Monteverdi’s L’Orfeo is one of the few 17th works still in the canonical opera repertoire though little performed before the “early music revival”. So it was quite a bold step when the Opernhaus Zürich in the 1970s staged all three extant Monteverdi operas in productions by J-P ponelle and with Nikolaus Harnoncourt leading an orchestra of period instruments. All three productions were subsequently made into lip-synched films and have been re-released on DVD by Deutsche Grammophon as a boxed set.
The L’Orfeo is very typical of Ponnelle films. Costumes combine elements of the 17th century with elements of antiquity. There are strong verticals. Although shot in a studio the piece is still set in a theatre, or something rather like one. There’s a kind of naivity to the camera work and a heavy use of the nose-cam. Anyone who has seen other examples of Ponnelle opera films will recognise it instantly.
The details of the production are really quite odd. The lemur described Orfeo himself as :looking like Sinbad the Sailor in a 1970s movie” and he’s matched by a strangely doll like Euridice. The first couple of acts are a bit manic and reminiscent of the Wizard of Oz before we descend into a sort of Halloween House Hades with skulls and cobwebs and exaggerated make-up. It’s interesting in a hyperkinetic sort of way but I don’t think it has much to say.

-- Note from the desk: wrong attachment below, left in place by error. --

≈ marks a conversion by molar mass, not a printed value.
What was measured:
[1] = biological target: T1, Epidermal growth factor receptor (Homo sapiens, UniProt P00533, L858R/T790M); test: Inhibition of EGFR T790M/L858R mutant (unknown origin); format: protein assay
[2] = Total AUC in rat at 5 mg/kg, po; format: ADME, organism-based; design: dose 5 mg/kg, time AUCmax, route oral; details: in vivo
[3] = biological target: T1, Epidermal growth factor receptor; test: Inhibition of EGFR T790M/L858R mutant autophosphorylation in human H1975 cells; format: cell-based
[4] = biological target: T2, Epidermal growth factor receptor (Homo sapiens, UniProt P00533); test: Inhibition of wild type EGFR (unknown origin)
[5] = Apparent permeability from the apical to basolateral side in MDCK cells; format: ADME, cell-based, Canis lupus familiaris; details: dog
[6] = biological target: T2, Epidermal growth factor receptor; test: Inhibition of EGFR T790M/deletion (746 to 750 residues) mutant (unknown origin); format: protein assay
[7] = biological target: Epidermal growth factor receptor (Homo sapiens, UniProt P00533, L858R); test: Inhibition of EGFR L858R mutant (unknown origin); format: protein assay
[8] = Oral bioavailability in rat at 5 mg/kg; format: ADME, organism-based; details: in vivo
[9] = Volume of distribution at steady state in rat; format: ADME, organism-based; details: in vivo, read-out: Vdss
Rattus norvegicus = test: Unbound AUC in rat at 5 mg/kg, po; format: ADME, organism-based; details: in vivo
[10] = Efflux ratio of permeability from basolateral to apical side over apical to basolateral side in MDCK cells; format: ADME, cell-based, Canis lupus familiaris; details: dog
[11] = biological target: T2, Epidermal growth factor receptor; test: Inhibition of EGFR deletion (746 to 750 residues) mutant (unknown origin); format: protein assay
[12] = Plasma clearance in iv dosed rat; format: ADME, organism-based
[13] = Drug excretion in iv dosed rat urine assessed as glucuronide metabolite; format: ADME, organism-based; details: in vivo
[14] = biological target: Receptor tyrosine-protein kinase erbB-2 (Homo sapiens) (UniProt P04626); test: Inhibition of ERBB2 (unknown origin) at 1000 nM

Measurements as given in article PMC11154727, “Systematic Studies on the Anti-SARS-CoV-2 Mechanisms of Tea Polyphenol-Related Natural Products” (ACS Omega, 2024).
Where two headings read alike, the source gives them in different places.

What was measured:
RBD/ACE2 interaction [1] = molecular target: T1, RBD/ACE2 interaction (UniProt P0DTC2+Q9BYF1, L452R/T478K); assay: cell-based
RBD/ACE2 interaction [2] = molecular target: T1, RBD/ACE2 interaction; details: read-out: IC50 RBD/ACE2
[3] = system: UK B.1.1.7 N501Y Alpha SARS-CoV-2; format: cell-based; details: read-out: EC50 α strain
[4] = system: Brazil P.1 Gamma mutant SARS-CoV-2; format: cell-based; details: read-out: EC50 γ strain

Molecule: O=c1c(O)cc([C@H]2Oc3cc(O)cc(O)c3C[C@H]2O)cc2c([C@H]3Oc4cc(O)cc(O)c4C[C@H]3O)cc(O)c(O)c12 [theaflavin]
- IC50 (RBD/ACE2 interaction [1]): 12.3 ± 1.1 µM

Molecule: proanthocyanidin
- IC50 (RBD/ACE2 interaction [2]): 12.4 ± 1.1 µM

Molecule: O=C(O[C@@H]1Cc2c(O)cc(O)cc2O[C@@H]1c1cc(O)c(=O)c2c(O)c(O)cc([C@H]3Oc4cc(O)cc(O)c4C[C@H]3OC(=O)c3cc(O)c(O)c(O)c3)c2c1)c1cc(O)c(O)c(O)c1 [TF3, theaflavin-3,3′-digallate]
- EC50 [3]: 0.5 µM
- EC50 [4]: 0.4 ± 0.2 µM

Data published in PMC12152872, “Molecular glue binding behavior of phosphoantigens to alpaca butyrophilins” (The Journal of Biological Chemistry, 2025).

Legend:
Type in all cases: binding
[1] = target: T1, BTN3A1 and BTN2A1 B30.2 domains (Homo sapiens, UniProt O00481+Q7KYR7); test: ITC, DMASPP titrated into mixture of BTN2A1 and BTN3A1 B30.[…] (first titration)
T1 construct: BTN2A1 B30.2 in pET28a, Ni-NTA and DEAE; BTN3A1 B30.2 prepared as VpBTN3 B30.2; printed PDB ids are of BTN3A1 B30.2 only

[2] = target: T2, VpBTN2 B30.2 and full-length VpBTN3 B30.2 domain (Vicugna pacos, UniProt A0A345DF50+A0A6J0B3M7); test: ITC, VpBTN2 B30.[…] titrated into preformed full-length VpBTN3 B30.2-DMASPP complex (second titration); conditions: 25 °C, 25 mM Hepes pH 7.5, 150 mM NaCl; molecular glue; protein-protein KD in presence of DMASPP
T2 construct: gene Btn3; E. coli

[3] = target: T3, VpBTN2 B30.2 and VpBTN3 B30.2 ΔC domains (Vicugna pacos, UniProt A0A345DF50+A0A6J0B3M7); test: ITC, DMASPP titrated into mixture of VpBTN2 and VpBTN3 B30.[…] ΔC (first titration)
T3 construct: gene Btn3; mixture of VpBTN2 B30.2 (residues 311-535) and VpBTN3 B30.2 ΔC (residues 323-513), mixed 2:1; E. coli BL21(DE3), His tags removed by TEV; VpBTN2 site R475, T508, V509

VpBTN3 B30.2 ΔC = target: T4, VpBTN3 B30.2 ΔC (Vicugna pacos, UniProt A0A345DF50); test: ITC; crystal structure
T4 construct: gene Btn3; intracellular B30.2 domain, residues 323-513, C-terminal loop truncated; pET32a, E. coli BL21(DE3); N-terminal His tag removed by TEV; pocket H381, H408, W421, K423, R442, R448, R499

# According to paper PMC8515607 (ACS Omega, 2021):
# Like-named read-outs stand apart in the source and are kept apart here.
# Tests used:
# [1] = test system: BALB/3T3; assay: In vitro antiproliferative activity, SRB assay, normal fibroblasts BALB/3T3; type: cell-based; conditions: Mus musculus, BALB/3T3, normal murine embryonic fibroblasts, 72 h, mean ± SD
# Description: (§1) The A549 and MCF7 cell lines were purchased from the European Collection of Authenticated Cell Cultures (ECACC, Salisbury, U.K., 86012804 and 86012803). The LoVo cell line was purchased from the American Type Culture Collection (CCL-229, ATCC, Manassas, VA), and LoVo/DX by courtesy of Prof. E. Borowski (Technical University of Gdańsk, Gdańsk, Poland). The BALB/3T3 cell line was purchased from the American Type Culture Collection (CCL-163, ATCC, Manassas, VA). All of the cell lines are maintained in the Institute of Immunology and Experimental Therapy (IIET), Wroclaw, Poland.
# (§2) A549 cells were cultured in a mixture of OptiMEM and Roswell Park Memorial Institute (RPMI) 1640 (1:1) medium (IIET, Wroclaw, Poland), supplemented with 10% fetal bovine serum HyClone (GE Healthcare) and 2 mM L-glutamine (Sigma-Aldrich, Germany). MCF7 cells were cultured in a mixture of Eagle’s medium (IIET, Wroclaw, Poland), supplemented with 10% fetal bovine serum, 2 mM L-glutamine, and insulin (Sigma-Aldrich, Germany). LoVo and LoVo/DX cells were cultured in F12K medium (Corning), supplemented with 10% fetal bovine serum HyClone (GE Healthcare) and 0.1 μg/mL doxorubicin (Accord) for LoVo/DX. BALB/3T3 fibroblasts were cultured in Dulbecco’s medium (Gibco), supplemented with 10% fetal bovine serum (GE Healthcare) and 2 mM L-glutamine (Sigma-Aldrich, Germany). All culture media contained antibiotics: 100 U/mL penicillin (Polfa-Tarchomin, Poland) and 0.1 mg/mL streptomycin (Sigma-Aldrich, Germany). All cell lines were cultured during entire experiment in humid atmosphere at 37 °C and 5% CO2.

The music making is very classy though in a raw kind of way that seems totally apt for Monteverdi. No burnished strings here. This is Harnoncourt doing his thing (and so young and with a very 70s haircut) and doing it very well. The band is Das Monteverdi-Ensemble des Opernhauses Zürich which must be, I guess, the beginnings of the Zürich tradition of having members of the regular orchestra form a period instrument band; an excellent practice embodied today in La Scintilla. The singers were, I assume, drawn from the Zürich house ensemble because there are no big names. Still, it’s a strong singing cast headed by the Orfeo of Philippe Huttenlocker There are other strong performances from Trudeliese Schmidt as La Musica, Hans Franzen as Caronte and Glenys Linos as Proserpina. There’s also an early appearance of Francisco Ariaza as one of the shepherds.
Technically the disk package shows its age. The picture is slightly washed out, somewhat grainy 4:3. The sound is better with decent reprocessed DTS 5.1 surround sound which, on this disk, I preferred to the LPCM stereo which is not always the case with DG’s reprocessed efforts. There are no extras and documentation is fairly basic. It’s unfortunate. I would have like to know more about the instrumentation used. Subtitles are English, French, German, Spanish and Chinese.
So, not a definitive production and showing its age but, nonetheless, an intriguing look at Harnoncourt early in his career. Reviews of the Il ritorno d’Ulisse in patria and L’incoronazione di Poppea will follow in due course.